We’re back with the 2nd Annual Watercolor Live virtual art conference, with artists from 32 countries joining us for a week of learning and inspiration.
Our fearless leader, CEO and Publisher Eric Rhoads, is under the weather so our host this week with Kelly Kane is Tish de la Bretonne, who flew into our Austin, Texas studios to keep us on track and entertained.
We enjoyed beginner-level how-to painting sessions, prize packages, access to the faculty painting auction, and bonus instruction from some of our sponsors, including a pre-event seminar with Sarah Simon (The Mint Gardener) for Blick Art Materials; Royal Talens featuring Vic Hollins; the Laguna Plein Air Painters Association with Dan Marshall; Pierre Guidetti of Savoir-Faire; and Joe Miller from Cheap Joe’s Art Stuff.
“I have learned something in every video and other demos. This has been an amazing experience. Thank you. Cheers!” ~Marti H.
Join us now at WatercolorLive.com!
Wennie Huang introduced us to the essential materials she uses, such as her paints and brushes, as well as techniques for painting wet on wet, glazing, and more.
“As a painter who loves color,” said Julie Gilbert Pollard, “I typically push color beyond what I actually see to a brigher, more saturated version, or use completely different colors that aren’t actually present in the scene at all.” Julie’s demo was of her favorite subject: a landscape with interesting rocks and trees with a gently winding river.
“One of the most common problems people have when they’re just starting out is creating muddy colors,” said Birgit O’Connor. She went on to explain how to get cleaner colors and better understand the color wheel, and the lightbulb moments you can have when you create your own color charts.
Susan Blackwood taught us all about special effects in watercolor, including using salt. This can create a variety results depending on what kind you use, how you use it, how wet your paper is, and even what kind of paper you’re using. The possibilities are endless, as she showed us in her many examples!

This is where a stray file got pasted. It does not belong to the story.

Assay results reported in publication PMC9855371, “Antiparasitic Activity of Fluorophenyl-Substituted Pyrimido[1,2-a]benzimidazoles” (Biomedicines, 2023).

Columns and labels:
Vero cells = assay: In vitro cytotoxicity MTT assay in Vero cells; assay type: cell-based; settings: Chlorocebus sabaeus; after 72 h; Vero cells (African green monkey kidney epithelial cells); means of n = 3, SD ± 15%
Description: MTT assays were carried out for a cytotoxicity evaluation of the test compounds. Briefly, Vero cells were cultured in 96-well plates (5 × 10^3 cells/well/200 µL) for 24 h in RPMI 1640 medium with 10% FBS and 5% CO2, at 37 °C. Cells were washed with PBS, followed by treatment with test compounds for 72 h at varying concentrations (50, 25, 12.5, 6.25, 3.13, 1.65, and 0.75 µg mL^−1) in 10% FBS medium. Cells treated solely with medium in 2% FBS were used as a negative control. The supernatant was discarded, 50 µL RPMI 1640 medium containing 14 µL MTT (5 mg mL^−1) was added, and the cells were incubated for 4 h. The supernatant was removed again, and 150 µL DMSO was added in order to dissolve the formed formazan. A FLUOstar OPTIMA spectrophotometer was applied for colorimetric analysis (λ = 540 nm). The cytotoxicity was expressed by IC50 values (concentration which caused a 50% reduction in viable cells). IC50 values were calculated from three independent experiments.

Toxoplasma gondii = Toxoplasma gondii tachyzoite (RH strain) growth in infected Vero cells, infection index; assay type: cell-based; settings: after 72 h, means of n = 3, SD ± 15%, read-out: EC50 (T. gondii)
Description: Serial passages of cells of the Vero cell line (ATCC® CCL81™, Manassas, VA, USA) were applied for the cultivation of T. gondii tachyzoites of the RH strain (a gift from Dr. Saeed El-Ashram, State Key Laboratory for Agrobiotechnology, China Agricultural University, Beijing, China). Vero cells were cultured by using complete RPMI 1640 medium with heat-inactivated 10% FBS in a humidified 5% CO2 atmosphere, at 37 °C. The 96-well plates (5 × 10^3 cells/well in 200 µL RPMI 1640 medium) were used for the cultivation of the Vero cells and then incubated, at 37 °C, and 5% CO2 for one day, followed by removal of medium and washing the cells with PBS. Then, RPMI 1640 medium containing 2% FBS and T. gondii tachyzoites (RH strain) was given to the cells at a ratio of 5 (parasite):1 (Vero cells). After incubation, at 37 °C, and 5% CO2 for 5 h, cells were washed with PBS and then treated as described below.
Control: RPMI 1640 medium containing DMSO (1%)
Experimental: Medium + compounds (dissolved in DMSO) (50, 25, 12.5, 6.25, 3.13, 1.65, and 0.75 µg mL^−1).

For Richie Vios, painting with watercolor “is a way of expressing and transmitting thoughts, feelings, and reactions.” He explained from beginning to end how to simplify your scene so you can create a wonderful piece of art.
In her “Portrait Elements” demonstration, Carol McSweeney addressed how to make believable skin colors and eyes with watercolor.
“I sometimes think of eyes as miniature landscapes,” Carol said. “I have my students photograph friend’s or family’s eyes and really explore the shapes and colors that they see.”
Filming from Maui, Kathleen Alexander simplified a photo reference to demonstrate how to paint a single flower: one bud and a stem with a diffused background. To paint “shadow shapes,” she says to start with your soft shadows first, then apply the hard shadows second.
Inspired by a landscape that stopped her in her tracks, Poppy Balser hit the brakes and took photo references for the watercolor that she presented to us today. Poppy walked us through each of the steps she took to tell the story she wanted to express.
Bonus tip from Poppy (delivered in the live chat!): “I do almost all my paintings with the flat brushes. I use rounds to deliver clean water in an area but rarely use them to paint (except fine round brushes for fine lines).”
Of course, we wrapped up the evening with the infamous Cocktail Hour / Paint Along, hosted this year by Sarah Webb, who welcomed attendees to share their works, their stories, and their love of watercolor.
There’s still time to join us for Watercolor Live! Register today at WatercolorLive.com and get access to all the replays you may have missed, and still learn from the world’s top watercolor artists!